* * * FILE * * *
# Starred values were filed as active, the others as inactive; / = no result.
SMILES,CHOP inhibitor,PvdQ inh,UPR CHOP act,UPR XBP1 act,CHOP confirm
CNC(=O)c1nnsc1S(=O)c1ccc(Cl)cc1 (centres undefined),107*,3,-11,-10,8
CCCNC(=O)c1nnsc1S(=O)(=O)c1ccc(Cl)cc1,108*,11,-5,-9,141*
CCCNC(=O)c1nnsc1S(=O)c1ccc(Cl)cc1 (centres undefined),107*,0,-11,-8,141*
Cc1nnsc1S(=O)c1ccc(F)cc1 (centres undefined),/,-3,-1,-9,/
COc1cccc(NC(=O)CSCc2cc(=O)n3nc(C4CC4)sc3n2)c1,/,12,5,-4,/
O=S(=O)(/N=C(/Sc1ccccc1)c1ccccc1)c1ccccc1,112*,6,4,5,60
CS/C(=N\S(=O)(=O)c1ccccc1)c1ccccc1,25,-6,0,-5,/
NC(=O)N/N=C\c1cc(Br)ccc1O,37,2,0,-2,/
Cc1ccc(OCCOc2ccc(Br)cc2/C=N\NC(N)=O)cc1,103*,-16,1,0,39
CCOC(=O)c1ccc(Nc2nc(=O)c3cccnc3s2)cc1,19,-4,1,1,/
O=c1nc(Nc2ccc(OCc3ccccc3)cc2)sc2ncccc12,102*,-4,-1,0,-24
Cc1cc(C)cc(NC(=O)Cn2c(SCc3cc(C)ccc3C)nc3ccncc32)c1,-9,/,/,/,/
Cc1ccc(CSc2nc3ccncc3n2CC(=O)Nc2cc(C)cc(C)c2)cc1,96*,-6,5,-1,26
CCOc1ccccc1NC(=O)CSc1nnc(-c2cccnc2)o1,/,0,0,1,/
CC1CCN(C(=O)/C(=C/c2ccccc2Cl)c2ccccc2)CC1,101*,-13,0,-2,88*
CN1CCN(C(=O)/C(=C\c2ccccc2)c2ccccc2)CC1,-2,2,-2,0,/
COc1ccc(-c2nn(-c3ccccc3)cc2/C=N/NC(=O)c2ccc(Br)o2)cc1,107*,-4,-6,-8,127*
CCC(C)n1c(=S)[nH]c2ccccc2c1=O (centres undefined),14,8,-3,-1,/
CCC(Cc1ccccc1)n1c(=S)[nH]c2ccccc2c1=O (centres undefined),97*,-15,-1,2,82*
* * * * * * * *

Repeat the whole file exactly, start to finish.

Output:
# Starred values were filed as active, the others as inactive; / = no result.
SMILES,CHOP inhibitor,PvdQ inh,UPR CHOP act,UPR XBP1 act,CHOP confirm
CNC(=O)c1nnsc1S(=O)c1ccc(Cl)cc1 (centres undefined),107*,3,-11,-10,8
CCCNC(=O)c1nnsc1S(=O)(=O)c1ccc(Cl)cc1,108*,11,-5,-9,141*
CCCNC(=O)c1nnsc1S(=O)c1ccc(Cl)cc1 (centres undefined),107*,0,-11,-8,141*
Cc1nnsc1S(=O)c1ccc(F)cc1 (centres undefined),/,-3,-1,-9,/
COc1cccc(NC(=O)CSCc2cc(=O)n3nc(C4CC4)sc3n2)c1,/,12,5,-4,/
O=S(=O)(/N=C(/Sc1ccccc1)c1ccccc1)c1ccccc1,112*,6,4,5,60
CS/C(=N\S(=O)(=O)c1ccccc1)c1ccccc1,25,-6,0,-5,/
NC(=O)N/N=C\c1cc(Br)ccc1O,37,2,0,-2,/
Cc1ccc(OCCOc2ccc(Br)cc2/C=N\NC(N)=O)cc1,103*,-16,1,0,39
CCOC(=O)c1ccc(Nc2nc(=O)c3cccnc3s2)cc1,19,-4,1,1,/
O=c1nc(Nc2ccc(OCc3ccccc3)cc2)sc2ncccc12,102*,-4,-1,0,-24
Cc1cc(C)cc(NC(=O)Cn2c(SCc3cc(C)ccc3C)nc3ccncc32)c1,-9,/,/,/,/
Cc1ccc(CSc2nc3ccncc3n2CC(=O)Nc2cc(C)cc(C)c2)cc1,96*,-6,5,-1,26
CCOc1ccccc1NC(=O)CSc1nnc(-c2cccnc2)o1,/,0,0,1,/
CC1CCN(C(=O)/C(=C/c2ccccc2Cl)c2ccccc2)CC1,101*,-13,0,-2,88*
CN1CCN(C(=O)/C(=C\c2ccccc2)c2ccccc2)CC1,-2,2,-2,0,/
COc1ccc(-c2nn(-c3ccccc3)cc2/C=N/NC(=O)c2ccc(Br)o2)cc1,107*,-4,-6,-8,127*
CCC(C)n1c(=S)[nH]c2ccccc2c1=O (centres undefined),14,8,-3,-1,/
CCC(Cc1ccccc1)n1c(=S)[nH]c2ccccc2c1=O (centres undefined),97*,-15,-1,2,82*